Graded exposure and systematic desensitization are techniques which are based on the principle that a patient can overcome their if they are gradually exposed to the feared stimuli in a controlled and systematic way (in vitro or in vivo). Exposure to the feared stimuli or situation is recognised as a central treatment component for specific phobias . It is thought that exposure to a feared stimuli helps individuals overcome their anxiety in three ways: i) encouraging habituation to the feared stimuli; ii) allowing for active elicitation and challenging of catastrophic thoughts associated with the feared stimuli and, iii) preventing behavioural and cognitive avoidance .
Graded exposure involves the patient developing a ‘hierarchy’ of their feared stimuli/situations. Patients are first exposed to their least feared stimuli/situation and are then required to remain in that situation until their level of fear significantly decreases. This process is repeated and only when the patient is no-longer fearful of that stimuli/situation does patient move on to next item in their fear hierarchy . The stages of the fear hierarchy could progress from the child looking around the dental surgery at the lowest level to accepting a dental injection at the highest level . Graded exposure interventions have been found effective in improving the coping strategies and reducing anxiety levels of children suffering from anxiety and specific phobias . To date, there has been a paucity of high-quality research into the effectiveness of graded exposure in children with dental anxiety, however, case studies have provided some evidence that this type of intervention can be highly effective for children with dental anxiety . The technique of systematic desensitization, developed from Wolpe’s original conceptualisation of desensitisation, shares many of the features of graded exposure, however, this techniqe highlights the role of counter-conditioning though the pairing of the graded feared stimuli with a neutral or positive stimulus (e.g. relaxation or emotive imagery) .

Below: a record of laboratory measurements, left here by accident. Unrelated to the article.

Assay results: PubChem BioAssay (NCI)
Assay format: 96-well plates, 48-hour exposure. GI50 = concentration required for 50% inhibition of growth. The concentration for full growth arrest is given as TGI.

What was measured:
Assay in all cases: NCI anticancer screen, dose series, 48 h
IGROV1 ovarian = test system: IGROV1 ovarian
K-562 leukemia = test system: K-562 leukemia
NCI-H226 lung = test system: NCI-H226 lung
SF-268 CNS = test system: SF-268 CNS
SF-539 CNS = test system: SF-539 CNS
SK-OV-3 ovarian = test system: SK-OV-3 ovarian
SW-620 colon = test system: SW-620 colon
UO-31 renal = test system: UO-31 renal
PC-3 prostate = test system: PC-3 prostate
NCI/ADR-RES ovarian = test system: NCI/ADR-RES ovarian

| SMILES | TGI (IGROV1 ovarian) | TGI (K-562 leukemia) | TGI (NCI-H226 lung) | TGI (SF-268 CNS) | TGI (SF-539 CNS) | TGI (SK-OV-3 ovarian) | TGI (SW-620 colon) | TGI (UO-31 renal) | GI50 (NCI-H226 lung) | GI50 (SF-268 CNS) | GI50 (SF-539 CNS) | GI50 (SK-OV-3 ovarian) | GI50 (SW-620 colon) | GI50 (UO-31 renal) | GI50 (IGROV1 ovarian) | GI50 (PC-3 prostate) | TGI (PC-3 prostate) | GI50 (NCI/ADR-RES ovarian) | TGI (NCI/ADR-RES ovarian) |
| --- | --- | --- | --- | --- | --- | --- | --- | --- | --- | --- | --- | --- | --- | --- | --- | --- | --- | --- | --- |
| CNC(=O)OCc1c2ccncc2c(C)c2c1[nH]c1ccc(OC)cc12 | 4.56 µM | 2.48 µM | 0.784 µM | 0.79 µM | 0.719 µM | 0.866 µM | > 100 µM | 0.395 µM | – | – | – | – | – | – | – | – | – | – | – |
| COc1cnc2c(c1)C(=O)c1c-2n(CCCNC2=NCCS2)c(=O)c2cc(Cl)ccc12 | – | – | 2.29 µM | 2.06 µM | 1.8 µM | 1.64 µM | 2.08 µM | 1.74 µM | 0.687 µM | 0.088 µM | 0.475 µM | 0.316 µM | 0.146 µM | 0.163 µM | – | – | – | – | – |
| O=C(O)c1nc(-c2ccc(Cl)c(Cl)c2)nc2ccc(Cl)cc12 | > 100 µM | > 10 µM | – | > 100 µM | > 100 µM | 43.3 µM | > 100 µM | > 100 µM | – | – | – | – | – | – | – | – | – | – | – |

Child patients may also learn how to cope with the feared dental situation through the process of modelling. Modelling is based on Bandura’s Social Learning Theory and refers to an indirect learning process whereby patients develop effective coping skills by observing other people (e.g. other children, parents) successfully receiving dental treatment (film, in-vivo) . Modelling can also be used to provide an additional structure to graded exposure experiments in which the therapist may demonstrate each incremental step prior to the client carrying out the interaction with the phobic object or situation . Whilst a series of studies have found modelling to be a useful intervention in improving the behaviour of anxious children in the dental setting , only one in ten paediatric dentists report using live modelling techniques in their practice .
Children’s altered emotions

The Five Areas model encourages practitioners to explore the patient’s emotions and subjective experiences associated with their anxiety . For example, whilst some children may experience a general anxiety towards the dental situation other children may be fearful of specific dental stimuli. Many self-report measures of children’s dental anxiety are available to help identify the nature of the child’s anxiety/fear . It is also possible that children may experience a variety of other emotions associated with their dental anxiety or the dental situation (e.g. feelings of embarrassment or humiliation). Assessment of this area will aid the dental practitioner’s understanding of the emotional impact of the child’s dental anxiety.